Quote of the Month

When love and skill work together, expect a miracle. John Ruskin

Tuesday, February 3, 2015

Positive Power Of A Pal

With storms like Juno and Linus dropping record amounts of snow in the Midwest, East and Northeast this winter and temperatures dipping daily into the negative numbers without the wind chill, words like cozy, cuddle and snuggle are being freely exchanged in conversations.  Personally I can think of no better companion for comfort in these cold winter months than a furry friend.  Thankful for being chosen by my chocolate Labrador Xena especially with her body temperature of over one hundred degrees and her rhythmic breathing when curled up next to me gives me the courage to say, "Bring it on winter.  We are good to go here in northern Michigan."

The value of dogs in our society as companions, for search and rescue, as modes of delivery and transportation and for use in therapy continues to grow.  We learn far more from them than they do from us.  Regardless, as we seek the perfect pal, over and over again they single us out as their forever friend.  In 2013 a family sought a puppy for their home.  One decided their son was the human for him.  Naptime for Theo & Beau (Feiwel and Friends, an imprint of Macmillan, February 3, 2015) written and illustrated by Jessica Shyba will spread a warmth throughout your body and soul from the top of your head to the tips of your toes.

Beau is sleepy.
Theo is sleepy.

When Beau, the little boy, and Theo, the little pup, start to get dozy, it's clear their internal clocks are saying it's naptime.  No more playing, romping or running.  It's time to sleep and sleep deeply.

Will their dreams be filled with fun?  I'll bet there is lots of laughing and barking.  Which position is the most satisfying?  As long as they are together it does not matter whether they are on their backs or bellies.

Skin to skin they breath out and in.  Their bodies aligned bind them.  One becomes the pillow for the other.

Total trust allows for this kind of companionable slumber; boy and pup moving in sync as they shift in sleep.  Nose to nose, hand to fur, and paw to body, nothing can separate these two.  This calm and quiet, between a boy and a dog, is measured in love.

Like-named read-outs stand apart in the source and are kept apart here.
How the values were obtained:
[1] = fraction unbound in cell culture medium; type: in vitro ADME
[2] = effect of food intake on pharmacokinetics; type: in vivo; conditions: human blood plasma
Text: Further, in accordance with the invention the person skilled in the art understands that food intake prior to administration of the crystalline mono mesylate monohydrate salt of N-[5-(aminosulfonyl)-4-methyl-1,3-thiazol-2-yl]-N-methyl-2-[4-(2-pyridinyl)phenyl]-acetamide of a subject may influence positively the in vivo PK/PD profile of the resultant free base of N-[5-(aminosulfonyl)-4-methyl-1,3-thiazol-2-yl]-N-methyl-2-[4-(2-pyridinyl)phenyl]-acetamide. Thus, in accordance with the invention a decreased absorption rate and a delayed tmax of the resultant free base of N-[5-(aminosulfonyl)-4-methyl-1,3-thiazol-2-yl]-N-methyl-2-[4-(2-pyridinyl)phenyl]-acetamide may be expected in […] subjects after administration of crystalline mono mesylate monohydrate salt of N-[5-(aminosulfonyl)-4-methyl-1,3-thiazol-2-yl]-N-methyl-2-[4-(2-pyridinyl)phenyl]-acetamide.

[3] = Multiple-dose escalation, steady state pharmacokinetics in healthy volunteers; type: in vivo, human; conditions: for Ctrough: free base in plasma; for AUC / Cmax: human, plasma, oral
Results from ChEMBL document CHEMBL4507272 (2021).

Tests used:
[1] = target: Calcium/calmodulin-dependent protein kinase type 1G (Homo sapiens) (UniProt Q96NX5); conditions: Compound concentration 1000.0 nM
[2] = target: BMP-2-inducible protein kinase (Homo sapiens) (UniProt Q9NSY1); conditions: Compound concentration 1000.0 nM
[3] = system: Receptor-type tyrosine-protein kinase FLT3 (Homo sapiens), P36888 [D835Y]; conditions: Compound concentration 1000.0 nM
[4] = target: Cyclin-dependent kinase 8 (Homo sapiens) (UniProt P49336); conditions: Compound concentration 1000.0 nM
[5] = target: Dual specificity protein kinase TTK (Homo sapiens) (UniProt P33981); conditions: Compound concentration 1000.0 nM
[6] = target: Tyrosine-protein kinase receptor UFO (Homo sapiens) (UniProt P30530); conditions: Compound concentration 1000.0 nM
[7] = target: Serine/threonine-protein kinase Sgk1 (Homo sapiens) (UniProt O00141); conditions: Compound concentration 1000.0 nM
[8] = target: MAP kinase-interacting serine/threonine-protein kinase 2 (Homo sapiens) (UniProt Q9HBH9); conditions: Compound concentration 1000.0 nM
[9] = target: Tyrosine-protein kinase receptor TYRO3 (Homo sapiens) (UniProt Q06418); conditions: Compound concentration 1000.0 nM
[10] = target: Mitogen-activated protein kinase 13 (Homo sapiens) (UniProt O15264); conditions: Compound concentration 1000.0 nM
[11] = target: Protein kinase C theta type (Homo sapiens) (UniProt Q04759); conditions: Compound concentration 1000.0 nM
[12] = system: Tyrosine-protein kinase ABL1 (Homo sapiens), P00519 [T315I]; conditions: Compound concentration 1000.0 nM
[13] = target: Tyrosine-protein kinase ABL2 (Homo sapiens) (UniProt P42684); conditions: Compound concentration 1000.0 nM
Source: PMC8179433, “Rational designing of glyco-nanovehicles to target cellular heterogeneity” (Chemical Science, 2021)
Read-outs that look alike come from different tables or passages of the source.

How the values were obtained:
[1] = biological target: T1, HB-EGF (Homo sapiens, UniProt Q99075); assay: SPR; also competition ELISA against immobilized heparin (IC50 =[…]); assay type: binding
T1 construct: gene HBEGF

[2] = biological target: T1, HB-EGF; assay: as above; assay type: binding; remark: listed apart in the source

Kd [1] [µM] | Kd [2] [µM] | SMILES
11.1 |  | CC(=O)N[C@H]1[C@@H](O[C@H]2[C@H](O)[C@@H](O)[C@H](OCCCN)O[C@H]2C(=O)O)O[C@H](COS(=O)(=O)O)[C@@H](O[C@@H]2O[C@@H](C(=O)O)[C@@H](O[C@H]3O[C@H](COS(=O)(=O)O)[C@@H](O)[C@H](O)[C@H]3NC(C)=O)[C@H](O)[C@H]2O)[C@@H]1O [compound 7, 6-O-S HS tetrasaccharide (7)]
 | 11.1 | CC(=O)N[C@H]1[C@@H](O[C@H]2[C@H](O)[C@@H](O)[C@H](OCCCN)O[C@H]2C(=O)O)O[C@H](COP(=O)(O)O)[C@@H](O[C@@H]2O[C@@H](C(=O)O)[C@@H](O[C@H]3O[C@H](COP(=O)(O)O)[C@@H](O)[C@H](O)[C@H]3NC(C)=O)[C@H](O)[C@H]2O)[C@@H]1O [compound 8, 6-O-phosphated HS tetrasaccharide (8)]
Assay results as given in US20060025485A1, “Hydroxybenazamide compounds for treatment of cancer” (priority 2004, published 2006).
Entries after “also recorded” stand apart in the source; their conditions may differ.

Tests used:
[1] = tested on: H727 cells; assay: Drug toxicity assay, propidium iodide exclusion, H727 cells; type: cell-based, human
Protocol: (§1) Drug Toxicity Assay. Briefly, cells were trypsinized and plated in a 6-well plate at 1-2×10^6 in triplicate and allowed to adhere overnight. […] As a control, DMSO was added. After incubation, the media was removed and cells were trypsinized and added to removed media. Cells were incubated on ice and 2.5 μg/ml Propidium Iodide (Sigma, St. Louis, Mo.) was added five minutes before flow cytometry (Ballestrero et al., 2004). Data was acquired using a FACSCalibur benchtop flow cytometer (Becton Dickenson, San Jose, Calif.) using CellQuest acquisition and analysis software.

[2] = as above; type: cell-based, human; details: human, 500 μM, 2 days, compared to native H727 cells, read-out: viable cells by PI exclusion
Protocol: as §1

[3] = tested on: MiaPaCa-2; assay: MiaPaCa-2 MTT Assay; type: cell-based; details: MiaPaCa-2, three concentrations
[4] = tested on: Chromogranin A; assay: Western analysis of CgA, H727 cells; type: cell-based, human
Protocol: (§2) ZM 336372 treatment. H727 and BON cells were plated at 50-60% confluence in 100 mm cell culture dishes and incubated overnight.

Simple phrases, no more than four words each, define the experience shared by Theo and Beau.  Jessica Shyba frames her ideas so the youngest of readers can match the text with the illustrations.  A comparison, a naming of opposites, creates a peaceful pulse, like two heartbeats, page by page.  She brings the narrative full circle beginning with the introduction of Beau and Theo and concluding with words of love not spoken but seen.  Here are two short phrases.

Sleeping right-side up.
Or upside down.

In an article written for Huffington Post, How Theo And Beau's Naptime Love Story Changed Our Lives, Jessica Shyba explains how the first photograph of Theo and Beau was sent to her husband in a text message and then posted to Instagram.  This image and others quickly went viral. The picture seen on the cover, the close-up of Theo and Beau, is reversed on the back of the dust jacket showing them on their side and stomach respectively, farther away from the reader. (I am working from an F & G sent to me by friend, school librarian extraordinaire John Schumacher and blogger at Watch. Connect. Read.)  The opening and closing endpapers are a series of snapshots of Beau and Theo sleeping, framed in various colors overlapping one another.  The title page illustration extends across the gutter to the left.  The boy and his pup are sleeping on their backs as close together as they can get.

All of the photographs span across both pages, most of them zooming in on the faces of the dozing duo.  I know from experience how many pictures of sleeping people or dogs need to be taken to capture what Jessica Shyba presents to her readers.  She skillfully conveys the bliss of rest between two treasured friends.  The play of light and shadow, the variety of positions between the boy and the dog and the expressions on their faces are beautiful. Several times the looks are nearly identical.  I wonder if they were sharing a dream.

Picking a favorite image from this title is next to impossible for me.  The picture for the words

Cheek to cheek

is so sweet you feel as though you could melt from the sheer cuteness.  Beau is lying on his back, arms stretched out to his sides.  Theo's head is resting on Beau's cheek with his little puppy body stretched out perpendicular.  His one ear is flopped out on top of Beau's T-shirt.  Shyba chose to bring us close to the two.

I can already hear the sighs, ohs and ahs as this title is read to guys and gals no matter their age.  Naptime with Theo & Beau written and illustrated by Jessica Shyba is one of those books taking readers to an everyday pleasure in life which often gets overlooked but is meaningful.  It's hard to top the true grace of a sleeping child with their puppy friend.  I would plan on multiple copies of this little gem.  You could pair this title with SnoozeFEST by Samantha Berger with illustrations by Kristyna Litten,  Goodnight Songs by Margaret Wise Brown, or All The Awake Animals Are Almost Asleep by Crescent Dragonwagon with illustrations by David McPhail.

To learn more about Jessica Shyba please follow the link to her website, Momma's Gone City, attached to her name.  This link takes you to her Tumblr site to view additional images.  This link is to the publisher's website.  Eight portions of eight illustrations are shared. Enjoy the book trailer.

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